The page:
Background: Hillary Clinton was given a 65% or 80% or 90% chance of winning the electoral college. She lost.
Naive view: The poll-based models and the prediction markets said Clinton would win, and she lost. The models are wrong!
Slightly sophisticated view: The predictions were probabilistic. 1-in-3 events happen a third of the time. 1-in-10 events happen a tenth of the time. Polls have nonsampling error. We know this, and the more thoughtful of the poll aggregators included this in their model, which is why they were giving probabilities in the range 65% to 90%, not, say, 98% or 99%.
More sophisticated view: Yes, the probability statements are not invalidated by the occurrence of a low-probability event. But we can learn from these low-probability outcomes. In the polling example, yes an error of 2% is within what one might expect from nonsampling error in national poll aggregates, but the point is that nonsampling error has a reason: it’s not just random. In this case it seems to have arisen from a combination of differential nonresponse, unexpected changes in turnout, and some sloppy modeling choices. It makes sense to try to understand this, not to just say that random things happen and leave it at that.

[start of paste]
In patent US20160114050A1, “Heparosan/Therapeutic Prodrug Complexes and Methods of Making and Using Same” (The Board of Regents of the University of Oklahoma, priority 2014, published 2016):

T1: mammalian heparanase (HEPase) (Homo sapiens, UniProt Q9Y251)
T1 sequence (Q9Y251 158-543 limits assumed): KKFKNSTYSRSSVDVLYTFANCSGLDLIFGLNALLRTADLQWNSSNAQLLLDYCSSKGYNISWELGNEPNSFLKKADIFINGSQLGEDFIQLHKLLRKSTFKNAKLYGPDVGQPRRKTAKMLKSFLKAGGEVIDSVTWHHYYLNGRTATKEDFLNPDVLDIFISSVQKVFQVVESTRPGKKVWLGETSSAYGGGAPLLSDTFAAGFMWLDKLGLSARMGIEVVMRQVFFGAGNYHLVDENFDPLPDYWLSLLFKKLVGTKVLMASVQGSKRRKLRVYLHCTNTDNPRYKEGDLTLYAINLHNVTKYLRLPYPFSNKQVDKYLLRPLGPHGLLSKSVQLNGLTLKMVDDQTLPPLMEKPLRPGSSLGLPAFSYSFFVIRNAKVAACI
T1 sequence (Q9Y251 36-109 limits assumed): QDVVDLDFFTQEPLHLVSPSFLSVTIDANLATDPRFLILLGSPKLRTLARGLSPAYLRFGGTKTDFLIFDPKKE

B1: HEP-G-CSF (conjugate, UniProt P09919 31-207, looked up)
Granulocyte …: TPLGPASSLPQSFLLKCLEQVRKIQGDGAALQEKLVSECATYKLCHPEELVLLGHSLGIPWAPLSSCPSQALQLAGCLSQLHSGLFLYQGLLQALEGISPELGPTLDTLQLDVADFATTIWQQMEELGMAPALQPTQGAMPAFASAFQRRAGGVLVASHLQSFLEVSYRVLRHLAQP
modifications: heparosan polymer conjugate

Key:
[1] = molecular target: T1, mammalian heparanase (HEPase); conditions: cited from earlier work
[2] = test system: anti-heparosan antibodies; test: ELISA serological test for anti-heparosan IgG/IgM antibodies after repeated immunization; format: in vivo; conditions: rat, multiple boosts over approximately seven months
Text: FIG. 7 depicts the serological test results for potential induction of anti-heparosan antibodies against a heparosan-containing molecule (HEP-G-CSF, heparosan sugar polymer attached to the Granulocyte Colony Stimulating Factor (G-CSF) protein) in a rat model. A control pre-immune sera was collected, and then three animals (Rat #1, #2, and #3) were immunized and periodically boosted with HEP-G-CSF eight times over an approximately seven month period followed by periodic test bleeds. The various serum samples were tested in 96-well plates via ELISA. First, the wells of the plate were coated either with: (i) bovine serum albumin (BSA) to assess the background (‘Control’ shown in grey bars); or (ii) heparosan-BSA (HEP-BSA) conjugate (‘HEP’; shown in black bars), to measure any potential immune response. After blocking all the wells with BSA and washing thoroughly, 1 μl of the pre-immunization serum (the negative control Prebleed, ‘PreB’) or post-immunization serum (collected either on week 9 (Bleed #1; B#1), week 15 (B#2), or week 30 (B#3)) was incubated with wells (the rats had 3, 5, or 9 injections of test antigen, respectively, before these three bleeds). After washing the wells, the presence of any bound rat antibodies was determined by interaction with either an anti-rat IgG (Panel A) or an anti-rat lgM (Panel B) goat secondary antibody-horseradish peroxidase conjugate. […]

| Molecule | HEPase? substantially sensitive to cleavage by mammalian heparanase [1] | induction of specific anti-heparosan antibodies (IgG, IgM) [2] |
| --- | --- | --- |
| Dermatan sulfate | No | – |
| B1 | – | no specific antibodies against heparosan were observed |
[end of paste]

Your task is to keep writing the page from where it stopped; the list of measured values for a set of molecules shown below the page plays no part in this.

This also came up in our discussions of betting markets’ failure in Trump in the Republican primaries, Leicester City, and Brexit. Dan Goldstein correctly wrote that “Prediction markets have to occasionally ‘get it wrong’ to be calibrated,” but, once we recognize this, we should also, if possible, do what the plane-crash investigators do: open up the “black box” and try to figure out what went wrong that could’ve been anticipated.
Hindsight gets a bad name but we can learn from our failures and even from our successes—if we look with a critical eye and get inside the details of our forecasts rather than just staring at probabilities.